He entered my life like a cyclone – a spinning top uncoiling the lack of comfort in his sixteen-year-old skin.
There were road trips to see the bands that made us feel most alive, late nights and dawn-choruses on empty streets. I remember the boy who wanted to know what steam smelt like, the one who inhaled over a boiling kettle and removed his nose hair in the process.
There was the student who interpreted an architectural lecture about how a particular statue was designed to make it impossible to climb as an invitation to try (Yes, that involved the folly of youth and a night in a jail cell).
There was the sense of homecoming I experienced when we headed to the hills for a day of snowboarding after I’d spent six months feeling lost and unsure of whom I was as I landed my first job in an unfamiliar city far from all that I knew to be true.
There was a palpable communion as we traded tales with tight skin on our rosy cheeks in the warmth of a pizzeria after that day on the slopes.
I remember the longhaired apparition that sprung on me from a dark alley chasing me with a bucket of flour and cold baked beans on my stag night. I remember the phone call the next morning when he checked in to make sure that the concoction hadn’t ruined my favorite jacket or Vans.
I also distinctly remember pacing a hospital parking lot making phone calls to friends and relatives heralding in the safe arrival of my son.
I remember the moment of clarity when I realized that most people in the vicinity were not receiving good news. Within minutes my life was forever changed with the devastating syntax of a single text message. On the morning when our son burst into the world amongst gasps for air, cries, and blood, another mother crumpled in shock as she discovered the body of her own first-born son.
The news spread quickly. Long-lost friendships were rekindled through grief and social media. A family-only funeral left us wrestling with the tension of closure and a sense of guilt – guilt born from wanting to know the details in order to try and make sense of the chaos. There were months of questioning whether our own motives were selfish.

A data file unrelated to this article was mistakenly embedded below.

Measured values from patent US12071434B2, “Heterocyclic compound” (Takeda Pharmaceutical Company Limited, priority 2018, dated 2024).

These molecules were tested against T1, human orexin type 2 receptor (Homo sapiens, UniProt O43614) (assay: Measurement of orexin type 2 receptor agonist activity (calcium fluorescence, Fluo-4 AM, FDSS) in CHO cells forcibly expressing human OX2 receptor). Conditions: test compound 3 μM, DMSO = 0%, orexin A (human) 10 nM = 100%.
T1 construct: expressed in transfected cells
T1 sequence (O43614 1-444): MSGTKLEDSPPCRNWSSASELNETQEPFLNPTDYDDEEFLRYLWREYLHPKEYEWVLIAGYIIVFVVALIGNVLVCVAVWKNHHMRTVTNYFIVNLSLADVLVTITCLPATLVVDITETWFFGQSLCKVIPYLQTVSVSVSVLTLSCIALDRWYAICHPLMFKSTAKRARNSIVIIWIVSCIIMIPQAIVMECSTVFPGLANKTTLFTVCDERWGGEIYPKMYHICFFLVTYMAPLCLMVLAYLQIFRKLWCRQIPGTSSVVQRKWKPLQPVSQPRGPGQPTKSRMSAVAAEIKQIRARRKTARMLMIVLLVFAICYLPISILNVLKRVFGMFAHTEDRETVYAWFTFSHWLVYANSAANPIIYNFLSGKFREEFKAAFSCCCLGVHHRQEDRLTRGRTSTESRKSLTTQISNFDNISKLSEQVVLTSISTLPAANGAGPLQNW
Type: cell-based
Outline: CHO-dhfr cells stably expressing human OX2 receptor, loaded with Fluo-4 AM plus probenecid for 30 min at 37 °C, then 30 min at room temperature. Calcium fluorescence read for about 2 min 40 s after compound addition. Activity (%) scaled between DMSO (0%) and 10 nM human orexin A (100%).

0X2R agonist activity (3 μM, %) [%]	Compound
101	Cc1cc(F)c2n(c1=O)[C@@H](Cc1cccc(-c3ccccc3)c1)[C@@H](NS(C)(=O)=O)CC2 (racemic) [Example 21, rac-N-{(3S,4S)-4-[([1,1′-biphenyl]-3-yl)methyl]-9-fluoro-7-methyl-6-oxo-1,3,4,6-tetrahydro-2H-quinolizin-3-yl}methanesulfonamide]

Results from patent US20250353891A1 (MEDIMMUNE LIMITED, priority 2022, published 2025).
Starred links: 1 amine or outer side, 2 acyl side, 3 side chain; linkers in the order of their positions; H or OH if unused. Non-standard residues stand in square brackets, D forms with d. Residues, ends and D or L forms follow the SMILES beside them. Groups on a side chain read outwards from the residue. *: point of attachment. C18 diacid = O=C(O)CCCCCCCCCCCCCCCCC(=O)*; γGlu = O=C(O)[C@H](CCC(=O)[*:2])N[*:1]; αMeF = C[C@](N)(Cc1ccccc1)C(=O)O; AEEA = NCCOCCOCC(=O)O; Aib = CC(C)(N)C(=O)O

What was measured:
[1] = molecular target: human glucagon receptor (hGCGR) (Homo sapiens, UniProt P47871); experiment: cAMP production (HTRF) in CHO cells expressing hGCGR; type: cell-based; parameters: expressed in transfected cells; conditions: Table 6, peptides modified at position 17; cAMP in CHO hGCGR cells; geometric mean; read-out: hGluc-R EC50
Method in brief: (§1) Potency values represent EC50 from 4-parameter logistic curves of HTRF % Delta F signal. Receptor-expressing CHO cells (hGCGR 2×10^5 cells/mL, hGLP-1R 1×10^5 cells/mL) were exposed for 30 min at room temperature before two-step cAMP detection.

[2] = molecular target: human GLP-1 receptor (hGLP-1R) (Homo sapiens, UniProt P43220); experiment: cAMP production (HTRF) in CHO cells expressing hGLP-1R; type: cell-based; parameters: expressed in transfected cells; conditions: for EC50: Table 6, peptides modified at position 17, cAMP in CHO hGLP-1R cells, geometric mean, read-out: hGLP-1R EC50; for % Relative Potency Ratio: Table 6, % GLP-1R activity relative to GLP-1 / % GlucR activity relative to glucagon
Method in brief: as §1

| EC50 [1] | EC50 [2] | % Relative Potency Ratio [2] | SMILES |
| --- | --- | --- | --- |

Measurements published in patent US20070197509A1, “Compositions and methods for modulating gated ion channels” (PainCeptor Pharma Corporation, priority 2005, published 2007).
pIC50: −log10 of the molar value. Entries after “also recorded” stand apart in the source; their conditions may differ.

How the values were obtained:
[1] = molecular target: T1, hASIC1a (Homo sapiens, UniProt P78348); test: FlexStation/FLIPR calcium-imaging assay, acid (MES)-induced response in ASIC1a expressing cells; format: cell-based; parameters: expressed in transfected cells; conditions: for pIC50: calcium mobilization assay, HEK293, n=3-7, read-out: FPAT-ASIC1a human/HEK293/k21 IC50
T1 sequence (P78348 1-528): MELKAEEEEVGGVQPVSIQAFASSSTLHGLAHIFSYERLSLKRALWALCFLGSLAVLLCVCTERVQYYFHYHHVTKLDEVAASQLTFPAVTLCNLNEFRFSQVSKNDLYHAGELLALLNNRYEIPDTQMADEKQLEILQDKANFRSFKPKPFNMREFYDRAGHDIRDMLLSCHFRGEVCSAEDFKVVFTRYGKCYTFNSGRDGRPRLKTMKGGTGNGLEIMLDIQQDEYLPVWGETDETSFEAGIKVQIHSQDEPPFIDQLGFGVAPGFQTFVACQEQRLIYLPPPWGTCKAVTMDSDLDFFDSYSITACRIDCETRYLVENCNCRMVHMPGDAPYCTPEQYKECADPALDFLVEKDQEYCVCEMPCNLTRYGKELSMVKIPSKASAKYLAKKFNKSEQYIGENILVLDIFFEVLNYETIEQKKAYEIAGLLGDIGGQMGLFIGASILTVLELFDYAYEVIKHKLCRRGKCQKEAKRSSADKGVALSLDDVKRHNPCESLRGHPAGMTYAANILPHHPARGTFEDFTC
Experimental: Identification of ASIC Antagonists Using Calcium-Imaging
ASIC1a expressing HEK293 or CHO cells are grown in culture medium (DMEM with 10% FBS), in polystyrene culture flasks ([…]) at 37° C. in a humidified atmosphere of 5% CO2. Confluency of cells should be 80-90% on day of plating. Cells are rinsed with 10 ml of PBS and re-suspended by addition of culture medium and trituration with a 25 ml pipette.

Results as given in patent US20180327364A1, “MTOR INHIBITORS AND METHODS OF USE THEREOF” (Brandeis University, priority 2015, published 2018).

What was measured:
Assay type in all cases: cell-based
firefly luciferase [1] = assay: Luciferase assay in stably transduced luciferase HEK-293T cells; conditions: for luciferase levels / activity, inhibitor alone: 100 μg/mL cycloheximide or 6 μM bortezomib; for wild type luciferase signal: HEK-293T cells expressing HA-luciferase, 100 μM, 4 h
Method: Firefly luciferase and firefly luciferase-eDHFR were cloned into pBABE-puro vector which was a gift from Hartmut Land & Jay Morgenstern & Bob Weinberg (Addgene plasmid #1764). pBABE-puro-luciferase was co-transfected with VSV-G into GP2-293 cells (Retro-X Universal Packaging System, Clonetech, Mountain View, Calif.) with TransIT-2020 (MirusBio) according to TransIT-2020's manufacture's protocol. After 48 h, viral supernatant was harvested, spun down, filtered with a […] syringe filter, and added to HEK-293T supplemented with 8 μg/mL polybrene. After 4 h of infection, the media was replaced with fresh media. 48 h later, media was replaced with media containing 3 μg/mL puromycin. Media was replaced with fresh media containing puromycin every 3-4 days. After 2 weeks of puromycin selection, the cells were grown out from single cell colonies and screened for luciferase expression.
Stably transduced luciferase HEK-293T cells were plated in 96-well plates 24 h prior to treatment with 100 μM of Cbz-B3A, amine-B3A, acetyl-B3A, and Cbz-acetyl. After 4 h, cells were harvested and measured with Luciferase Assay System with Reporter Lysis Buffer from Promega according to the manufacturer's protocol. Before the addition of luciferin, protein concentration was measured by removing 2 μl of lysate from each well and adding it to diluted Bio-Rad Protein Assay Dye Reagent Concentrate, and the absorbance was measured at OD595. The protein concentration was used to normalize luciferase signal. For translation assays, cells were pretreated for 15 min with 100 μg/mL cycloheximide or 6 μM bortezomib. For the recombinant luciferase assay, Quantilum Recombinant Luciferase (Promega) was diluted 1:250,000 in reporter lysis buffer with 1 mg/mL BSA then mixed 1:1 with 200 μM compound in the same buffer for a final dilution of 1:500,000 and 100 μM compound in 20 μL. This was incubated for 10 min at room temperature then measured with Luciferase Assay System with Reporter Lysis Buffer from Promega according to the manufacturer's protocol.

The truth is that I had previously battled my own demons. There had been dark nights of the soul, times of recurring dreams, and a longing for deep eternal rest when I was more than tired of life – times where I never once thought of the impact of those who loved me. But on that fateful day I became one of the latter, someone who was left behind.
All of these years later, there’s rarely a day that passes that I don’t think of him in some manner. Every birthday I celebrate with my son is bittersweet. There is still the weight of an empty chair at the table. Even now, I feel it so profoundly every time I pass that pizzeria at the foot of the mountains.
People talk about how life takes on a whole new dimension or an amplified color after a near-death experience. For me the loss of a dear friend to suicide became that near-death experience. I am still here: alive and awake and regularly overcome by the beauty and fragility of it all.
If you are battling your own dark nights, if you feel that longing, please think about the weight of that empty chair. Please know that there is always a space at the table. Please remember that there are always tales to be traded and food to be shared. Even when it feels like crumbs, those meals can become feasts without the crushing weight of an empty place setting.